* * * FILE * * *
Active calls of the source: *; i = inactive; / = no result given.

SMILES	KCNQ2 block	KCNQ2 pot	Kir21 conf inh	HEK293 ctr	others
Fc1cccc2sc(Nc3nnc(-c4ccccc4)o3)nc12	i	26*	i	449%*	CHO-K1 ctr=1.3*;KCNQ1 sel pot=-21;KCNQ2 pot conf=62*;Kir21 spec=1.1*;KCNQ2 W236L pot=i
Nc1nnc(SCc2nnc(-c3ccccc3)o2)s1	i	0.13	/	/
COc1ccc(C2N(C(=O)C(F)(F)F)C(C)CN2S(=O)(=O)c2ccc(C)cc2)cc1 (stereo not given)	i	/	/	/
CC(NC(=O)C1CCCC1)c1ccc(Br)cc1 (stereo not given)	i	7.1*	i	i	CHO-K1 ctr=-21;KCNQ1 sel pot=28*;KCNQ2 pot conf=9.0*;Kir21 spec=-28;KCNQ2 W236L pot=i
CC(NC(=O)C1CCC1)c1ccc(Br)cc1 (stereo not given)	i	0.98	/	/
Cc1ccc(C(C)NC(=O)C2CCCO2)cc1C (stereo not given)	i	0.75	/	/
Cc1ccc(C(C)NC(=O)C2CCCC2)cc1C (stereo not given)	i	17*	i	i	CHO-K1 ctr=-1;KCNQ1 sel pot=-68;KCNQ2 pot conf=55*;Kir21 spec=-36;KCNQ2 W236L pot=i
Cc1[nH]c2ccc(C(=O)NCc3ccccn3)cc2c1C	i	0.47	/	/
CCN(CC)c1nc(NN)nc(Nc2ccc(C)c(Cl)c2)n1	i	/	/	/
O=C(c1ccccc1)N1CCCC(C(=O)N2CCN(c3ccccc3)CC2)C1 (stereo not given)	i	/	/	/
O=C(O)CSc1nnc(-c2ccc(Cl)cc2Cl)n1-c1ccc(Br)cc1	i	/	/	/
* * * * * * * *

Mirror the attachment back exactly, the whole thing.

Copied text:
Active calls of the source: *; i = inactive; / = no result given.

SMILES	KCNQ2 block	KCNQ2 pot	Kir21 conf inh	HEK293 ctr	others
Fc1cccc2sc(Nc3nnc(-c4ccccc4)o3)nc12	i	26*	i	449%*	CHO-K1 ctr=1.3*;KCNQ1 sel pot=-21;KCNQ2 pot conf=62*;Kir21 spec=1.1*;KCNQ2 W236L pot=i
Nc1nnc(SCc2nnc(-c3ccccc3)o2)s1	i	0.13	/	/
COc1ccc(C2N(C(=O)C(F)(F)F)C(C)CN2S(=O)(=O)c2ccc(C)cc2)cc1 (stereo not given)	i	/	/	/
CC(NC(=O)C1CCCC1)c1ccc(Br)cc1 (stereo not given)	i	7.1*	i	i	CHO-K1 ctr=-21;KCNQ1 sel pot=28*;KCNQ2 pot conf=9.0*;Kir21 spec=-28;KCNQ2 W236L pot=i
CC(NC(=O)C1CCC1)c1ccc(Br)cc1 (stereo not given)	i	0.98	/	/
Cc1ccc(C(C)NC(=O)C2CCCO2)cc1C (stereo not given)	i	0.75	/	/
Cc1ccc(C(C)NC(=O)C2CCCC2)cc1C (stereo not given)	i	17*	i	i	CHO-K1 ctr=-1;KCNQ1 sel pot=-68;KCNQ2 pot conf=55*;Kir21 spec=-36;KCNQ2 W236L pot=i
Cc1[nH]c2ccc(C(=O)NCc3ccccn3)cc2c1C	i	0.47	/	/
CCN(CC)c1nc(NN)nc(Nc2ccc(C)c(Cl)c2)n1	i	/	/	/
O=C(c1ccccc1)N1CCCC(C(=O)N2CCN(c3ccccc3)CC2)C1 (stereo not given)	i	/	/	/
O=C(O)CSc1nnc(-c2ccc(Cl)cc2Cl)n1-c1ccc(Br)cc1	i	/	/	/